Caffeine is the most widely used “drug” on the market. It can be found in coffee, energy drinks, supplements, and common foods such as chocolate. Although, it has many benefits including increasing cognitive performance, reducing fatigue, and aiding in athletic performance (1,2) However, frequent and excessive use of caffeine can have negative effects such as increasing anxiety (2,3). What if there was an alternative to caffeine? You’re in luck because the supplement Theacrine (trade name Teacrine®) is proving to be a great substitute to frequent caffeine consumption.
Theacrine is a caffeine derivative obtained from the Chinese Kucha Tea Leaf. In short, the caffeine made in the Kucha tea is metabolized into theacrine, therefore it is a natural ingredient. Similarly to caffeine, theacrine has been shown to have analgesic benefits by reducing perceived pain (4). There is also evidence suggesting theacrine can be a potent antioxidant, but this needs to be explored more in humans (5). Although, one of the most noted benefits of theacrine is its anti-apoptogenic properties. Simply speaking, unlike caffeine, you do not adapt to frequent use of theacrine (6). Therefore, if it were to be used every day, the cognitive affects would be the same every time.
Theacrine functions via antagonizing adenosine receptors in the brain to increase wakefulness and alertness. The function of antagonizing adenosine receptors is one of the mechanisms as to why caffeine increases alertness (7). Therefore, theacrine functions as caffeine would but, as discussed earlier, has no adaptive properties. Among the cognitive research related to theacrine, many studies support its ability to increase mood, energy, attentiveness and focus. Teacrine® is found in the product Mainframe and Hardwire because it works synergistically with the other ingredients to effectively promote a cognitive boost.
- William Wallace PhD(c)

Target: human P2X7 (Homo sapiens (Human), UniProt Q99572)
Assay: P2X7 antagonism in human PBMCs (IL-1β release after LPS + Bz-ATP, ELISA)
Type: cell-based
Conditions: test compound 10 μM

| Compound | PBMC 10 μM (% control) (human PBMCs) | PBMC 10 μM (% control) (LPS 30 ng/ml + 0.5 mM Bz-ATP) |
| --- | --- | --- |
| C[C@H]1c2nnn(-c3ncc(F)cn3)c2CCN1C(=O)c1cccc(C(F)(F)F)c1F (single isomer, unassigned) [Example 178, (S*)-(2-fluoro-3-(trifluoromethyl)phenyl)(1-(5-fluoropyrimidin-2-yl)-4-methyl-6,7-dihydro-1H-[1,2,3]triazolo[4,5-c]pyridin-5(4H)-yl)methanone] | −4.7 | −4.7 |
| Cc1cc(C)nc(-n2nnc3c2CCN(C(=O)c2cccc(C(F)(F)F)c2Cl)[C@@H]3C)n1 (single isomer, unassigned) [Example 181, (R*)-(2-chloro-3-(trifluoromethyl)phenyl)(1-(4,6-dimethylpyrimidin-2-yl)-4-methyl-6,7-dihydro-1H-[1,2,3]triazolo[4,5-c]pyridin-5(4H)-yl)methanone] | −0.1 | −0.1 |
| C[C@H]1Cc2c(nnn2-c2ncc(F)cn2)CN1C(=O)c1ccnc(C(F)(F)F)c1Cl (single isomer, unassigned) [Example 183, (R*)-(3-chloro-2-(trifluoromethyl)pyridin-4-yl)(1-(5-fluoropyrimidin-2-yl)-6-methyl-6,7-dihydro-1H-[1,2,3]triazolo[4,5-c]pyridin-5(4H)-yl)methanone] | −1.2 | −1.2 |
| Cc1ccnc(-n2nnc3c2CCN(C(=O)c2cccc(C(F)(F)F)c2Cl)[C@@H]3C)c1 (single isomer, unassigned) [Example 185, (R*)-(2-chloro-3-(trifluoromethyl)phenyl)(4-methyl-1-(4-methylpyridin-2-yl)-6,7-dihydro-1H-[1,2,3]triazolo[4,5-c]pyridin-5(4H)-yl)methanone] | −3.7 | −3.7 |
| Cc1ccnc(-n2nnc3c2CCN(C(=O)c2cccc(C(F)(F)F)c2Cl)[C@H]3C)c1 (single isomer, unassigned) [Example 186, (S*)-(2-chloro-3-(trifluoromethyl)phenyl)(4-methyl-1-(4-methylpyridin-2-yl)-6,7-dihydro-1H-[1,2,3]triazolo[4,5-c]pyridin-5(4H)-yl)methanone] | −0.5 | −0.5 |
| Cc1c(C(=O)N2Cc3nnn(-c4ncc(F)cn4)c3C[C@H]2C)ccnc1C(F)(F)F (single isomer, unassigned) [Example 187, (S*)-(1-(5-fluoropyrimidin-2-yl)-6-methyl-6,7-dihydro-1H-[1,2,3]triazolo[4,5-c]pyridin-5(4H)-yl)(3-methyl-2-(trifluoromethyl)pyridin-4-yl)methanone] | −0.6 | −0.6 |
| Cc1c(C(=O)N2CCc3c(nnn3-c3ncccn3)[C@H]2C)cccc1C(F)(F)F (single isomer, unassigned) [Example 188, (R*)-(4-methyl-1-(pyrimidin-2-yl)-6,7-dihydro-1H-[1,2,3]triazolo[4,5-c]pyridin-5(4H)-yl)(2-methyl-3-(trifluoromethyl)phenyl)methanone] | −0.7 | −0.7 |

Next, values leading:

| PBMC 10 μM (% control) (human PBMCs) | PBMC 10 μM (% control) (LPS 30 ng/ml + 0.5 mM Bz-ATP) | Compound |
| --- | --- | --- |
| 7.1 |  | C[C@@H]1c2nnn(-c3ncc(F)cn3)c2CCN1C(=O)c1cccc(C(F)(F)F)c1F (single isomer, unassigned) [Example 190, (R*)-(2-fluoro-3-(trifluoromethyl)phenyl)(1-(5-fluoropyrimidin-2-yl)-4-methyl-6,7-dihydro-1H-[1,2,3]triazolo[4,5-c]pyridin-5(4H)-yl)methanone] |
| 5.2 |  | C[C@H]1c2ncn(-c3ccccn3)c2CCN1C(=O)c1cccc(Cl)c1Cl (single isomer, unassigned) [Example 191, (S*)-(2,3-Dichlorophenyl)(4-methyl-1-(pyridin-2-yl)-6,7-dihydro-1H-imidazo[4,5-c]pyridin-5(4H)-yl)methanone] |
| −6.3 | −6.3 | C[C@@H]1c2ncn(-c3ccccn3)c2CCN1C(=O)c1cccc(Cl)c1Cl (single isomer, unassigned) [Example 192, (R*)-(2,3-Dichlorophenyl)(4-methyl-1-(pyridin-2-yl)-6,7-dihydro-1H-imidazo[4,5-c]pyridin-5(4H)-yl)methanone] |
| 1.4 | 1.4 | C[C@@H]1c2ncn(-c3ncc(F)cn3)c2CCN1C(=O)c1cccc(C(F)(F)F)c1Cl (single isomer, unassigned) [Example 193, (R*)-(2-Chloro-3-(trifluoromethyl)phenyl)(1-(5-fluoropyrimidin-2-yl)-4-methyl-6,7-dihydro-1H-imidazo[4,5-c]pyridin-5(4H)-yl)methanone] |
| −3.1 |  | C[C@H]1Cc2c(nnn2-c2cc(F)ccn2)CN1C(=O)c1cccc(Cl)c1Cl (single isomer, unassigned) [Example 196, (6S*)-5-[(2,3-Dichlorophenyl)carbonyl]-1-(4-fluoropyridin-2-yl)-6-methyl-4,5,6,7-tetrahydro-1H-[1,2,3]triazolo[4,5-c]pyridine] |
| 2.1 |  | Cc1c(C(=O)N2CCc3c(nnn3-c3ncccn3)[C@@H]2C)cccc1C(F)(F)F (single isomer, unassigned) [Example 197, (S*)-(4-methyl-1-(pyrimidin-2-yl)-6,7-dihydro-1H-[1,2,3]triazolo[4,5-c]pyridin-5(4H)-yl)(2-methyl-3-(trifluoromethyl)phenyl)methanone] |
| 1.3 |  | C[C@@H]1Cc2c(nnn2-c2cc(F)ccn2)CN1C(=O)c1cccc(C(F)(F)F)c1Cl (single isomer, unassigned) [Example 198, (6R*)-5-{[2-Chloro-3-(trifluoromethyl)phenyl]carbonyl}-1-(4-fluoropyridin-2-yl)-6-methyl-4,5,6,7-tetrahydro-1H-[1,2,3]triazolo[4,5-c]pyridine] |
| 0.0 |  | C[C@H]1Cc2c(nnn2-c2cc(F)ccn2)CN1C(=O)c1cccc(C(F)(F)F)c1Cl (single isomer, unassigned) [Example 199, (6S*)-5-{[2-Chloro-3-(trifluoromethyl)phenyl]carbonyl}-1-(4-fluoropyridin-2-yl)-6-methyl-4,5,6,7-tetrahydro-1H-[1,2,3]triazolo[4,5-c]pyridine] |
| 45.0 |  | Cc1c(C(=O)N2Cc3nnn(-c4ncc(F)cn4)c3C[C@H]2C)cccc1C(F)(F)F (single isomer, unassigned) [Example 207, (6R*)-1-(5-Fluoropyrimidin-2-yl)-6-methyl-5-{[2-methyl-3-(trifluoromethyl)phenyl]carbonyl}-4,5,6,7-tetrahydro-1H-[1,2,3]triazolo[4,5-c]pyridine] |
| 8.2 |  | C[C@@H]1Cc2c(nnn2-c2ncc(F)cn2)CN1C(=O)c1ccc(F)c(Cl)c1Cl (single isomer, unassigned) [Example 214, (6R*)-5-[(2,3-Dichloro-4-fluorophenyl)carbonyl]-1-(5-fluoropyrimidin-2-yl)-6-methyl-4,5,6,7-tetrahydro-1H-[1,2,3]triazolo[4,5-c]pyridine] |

Co-Founder of CreoDigm
- Smith, A. (2002). Effects of caffeine on human behavior. Food and chemical toxicology, 40(9), 1243-1255.
- Stuart, G. R., Hopkins, W. G., Cook, C., & Cairns, S. P. (2005). Multiple effects of caffeine on simulated high-intensity team-sport performance. Medicine and science in sports and exercise, 37(11), 1998.
- Nawrot, P., Jordan, S., Eastwood, J., Rotstein, J., Hugenholtz, A., & Feeley, M. (2003). Effects of caffeine on human health. Food Additives & Contaminants, 20(1), 1-30.
- Wang, Y., Yang, X., Zheng, X., Li, J., Ye, C., & Song, X. (2010). Theacrine, a purine alkaloid with anti-inflammatory and analgesic activities. Fitoterapia, 81(6), 627-631.
- Li, W. X., Li, Y. F., Zhai, Y. J., Chen, W. M., Kurihara, H., & He, R. R. (2013). Theacrine, a purine alkaloid obtained from Camellia assamica var. kucha, attenuates restraint stress-provoked liver damage in mice. Journal of agricultural and food chemistry, 61(26), 6328-6335.
- Taylor, L., Mumford, P., Roberts, M., Hayward, S., Mullins, J., Urbina, S., & Wilborn, C. (2016). Safety of TeaCrine®, a non-habituating, naturally-occurring purine alkaloid over eight weeks of continuous use. Journal of the International Society of Sports Nutrition, 13(1), 2.
- Feduccia, A. A., Wang, Y., Simms, J. A., Henry, Y. Y., Li, R., Bjeldanes, L., ... & Bartlett, S. E. (2012). Locomotor activation by theacrine, a purine alkaloid structurally similar to caffeine: involvement of adenosine and dopamine receptors. Pharmacology Biochemistry and Behavior, 102(2), 241-248.